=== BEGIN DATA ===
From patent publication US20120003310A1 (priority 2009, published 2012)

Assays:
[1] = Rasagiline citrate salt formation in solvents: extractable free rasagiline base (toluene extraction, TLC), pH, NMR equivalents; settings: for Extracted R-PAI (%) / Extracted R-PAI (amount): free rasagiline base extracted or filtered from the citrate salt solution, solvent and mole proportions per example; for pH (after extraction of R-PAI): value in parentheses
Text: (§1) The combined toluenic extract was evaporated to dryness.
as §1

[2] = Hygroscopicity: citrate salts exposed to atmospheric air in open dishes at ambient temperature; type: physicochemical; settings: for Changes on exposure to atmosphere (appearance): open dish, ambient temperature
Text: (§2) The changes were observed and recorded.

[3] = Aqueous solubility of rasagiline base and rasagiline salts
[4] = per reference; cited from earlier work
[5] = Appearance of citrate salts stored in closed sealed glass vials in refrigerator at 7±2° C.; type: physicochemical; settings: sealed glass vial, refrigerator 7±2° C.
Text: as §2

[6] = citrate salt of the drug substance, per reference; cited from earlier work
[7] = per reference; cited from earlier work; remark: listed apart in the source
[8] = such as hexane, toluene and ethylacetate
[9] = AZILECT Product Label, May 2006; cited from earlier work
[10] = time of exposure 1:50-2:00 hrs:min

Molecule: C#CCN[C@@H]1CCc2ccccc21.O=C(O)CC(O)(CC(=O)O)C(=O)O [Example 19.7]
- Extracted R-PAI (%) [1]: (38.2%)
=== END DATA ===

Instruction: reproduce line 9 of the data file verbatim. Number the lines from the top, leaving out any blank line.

[4] = per reference; cited from earlier work